Finally, you can head over to our Photo compare tool to see how the Huawei P20 handles the controlled environment of our studio. We've pre-selected the Huawei P20 Pro and P10, but you can replace those with any other two phones you feel like.
The Huawei P20, just like other multi-camera Huawei phones, has a couple of faux bokeh modes - Portrait and Aperture. The Portrait mode is the one meant for people, complete with bokeh toggle, beautification and simulated lighting.
The Aperture Mode, on the other hand, lets you do post-shot re-focusing and simulates apertures in the f/0.95-f/16 range. We've been clamoring which mode is best for taking photos of people, and we haven't reached a consensus, so samples from both will follow. Note that you can shoot with both color and monochrome camera in wide or regular (telephoto) portrait views.
Subject separation is similarly non-perfect in both modes, but given the right subject and background you can have some usable and convincing portraits.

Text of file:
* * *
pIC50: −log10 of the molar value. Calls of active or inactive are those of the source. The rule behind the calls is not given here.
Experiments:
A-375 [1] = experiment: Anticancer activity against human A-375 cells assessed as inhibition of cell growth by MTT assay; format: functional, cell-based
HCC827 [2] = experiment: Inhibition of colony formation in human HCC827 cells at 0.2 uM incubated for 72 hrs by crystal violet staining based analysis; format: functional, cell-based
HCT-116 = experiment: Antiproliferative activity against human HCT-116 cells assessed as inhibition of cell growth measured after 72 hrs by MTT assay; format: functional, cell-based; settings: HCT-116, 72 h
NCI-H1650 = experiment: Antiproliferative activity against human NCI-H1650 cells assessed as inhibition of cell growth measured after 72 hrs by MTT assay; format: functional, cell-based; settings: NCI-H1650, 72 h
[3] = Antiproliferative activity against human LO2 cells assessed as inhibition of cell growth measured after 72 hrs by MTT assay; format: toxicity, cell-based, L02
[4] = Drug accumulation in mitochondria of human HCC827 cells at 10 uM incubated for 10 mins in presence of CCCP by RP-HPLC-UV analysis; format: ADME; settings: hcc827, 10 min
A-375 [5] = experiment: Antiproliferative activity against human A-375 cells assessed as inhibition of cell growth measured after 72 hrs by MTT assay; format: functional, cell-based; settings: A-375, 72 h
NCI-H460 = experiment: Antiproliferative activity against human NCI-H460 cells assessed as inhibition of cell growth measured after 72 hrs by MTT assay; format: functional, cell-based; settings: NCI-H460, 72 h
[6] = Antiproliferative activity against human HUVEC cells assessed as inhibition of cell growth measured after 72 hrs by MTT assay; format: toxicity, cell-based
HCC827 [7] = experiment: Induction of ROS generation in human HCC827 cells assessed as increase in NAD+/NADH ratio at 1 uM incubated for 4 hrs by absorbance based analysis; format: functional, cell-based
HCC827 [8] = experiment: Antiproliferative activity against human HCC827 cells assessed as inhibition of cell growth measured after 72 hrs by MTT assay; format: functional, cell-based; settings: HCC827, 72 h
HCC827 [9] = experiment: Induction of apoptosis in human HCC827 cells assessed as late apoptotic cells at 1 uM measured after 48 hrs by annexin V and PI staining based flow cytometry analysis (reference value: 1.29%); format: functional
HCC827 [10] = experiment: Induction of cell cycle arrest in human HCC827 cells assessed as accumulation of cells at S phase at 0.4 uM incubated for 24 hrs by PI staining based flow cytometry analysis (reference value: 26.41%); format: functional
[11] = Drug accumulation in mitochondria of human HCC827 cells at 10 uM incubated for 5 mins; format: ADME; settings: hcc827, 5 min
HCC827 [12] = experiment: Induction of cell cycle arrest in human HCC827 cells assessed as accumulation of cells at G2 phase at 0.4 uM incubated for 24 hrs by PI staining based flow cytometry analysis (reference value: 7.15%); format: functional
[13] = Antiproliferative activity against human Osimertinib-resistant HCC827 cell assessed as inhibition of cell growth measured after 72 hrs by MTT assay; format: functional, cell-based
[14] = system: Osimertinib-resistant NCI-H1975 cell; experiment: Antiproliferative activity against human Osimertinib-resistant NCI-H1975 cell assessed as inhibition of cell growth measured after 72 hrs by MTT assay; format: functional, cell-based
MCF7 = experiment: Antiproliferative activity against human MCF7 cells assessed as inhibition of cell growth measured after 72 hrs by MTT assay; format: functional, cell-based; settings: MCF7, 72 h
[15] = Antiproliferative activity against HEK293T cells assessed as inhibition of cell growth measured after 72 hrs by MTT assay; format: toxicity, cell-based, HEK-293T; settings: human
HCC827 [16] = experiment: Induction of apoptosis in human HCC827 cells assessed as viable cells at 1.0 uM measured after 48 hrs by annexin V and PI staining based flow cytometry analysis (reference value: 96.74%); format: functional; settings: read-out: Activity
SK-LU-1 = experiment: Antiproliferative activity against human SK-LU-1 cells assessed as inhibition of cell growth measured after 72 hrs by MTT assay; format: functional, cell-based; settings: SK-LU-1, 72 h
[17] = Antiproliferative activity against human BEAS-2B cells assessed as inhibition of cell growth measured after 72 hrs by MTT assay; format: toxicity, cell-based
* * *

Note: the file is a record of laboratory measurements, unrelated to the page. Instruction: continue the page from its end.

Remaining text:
The Variable Aperture mode is recommended for non-human subject.
The P20 does well with the subject isolation with simpler forms, but it's not too proficient when things get more complex.
The Huawei P20 captures great panoramic shots with a vertical resolution around 3,200px. Stitching is flawless, and there are no issues with varying exposure. The dynamic range is quite impressive, as is the resolved detail.
Huawei P20 has one of the highest resolution selfie cameras on a smartphone - a 24MP snapper with a fixed-focus lens. We'd gladly trade half those megapixels for autofocus, or at least a focus plane further from the phone, because as it, you need to shoot your face from pretty close to be in sharp focus.
Once you get the distance right, the level of detail is quite amazing. Colors are faithfully represented, and dynamic range is good for a selfie camera.
There's also a portrait mode. In fact, it's the mode the selfie camera defaults to when you switch from the main cam - a bit weird. You can turn the blur on and off, there's also beautification (a 0-10 setting).
Various Simulated Lighting effects are available for the portraits because that is a thing now.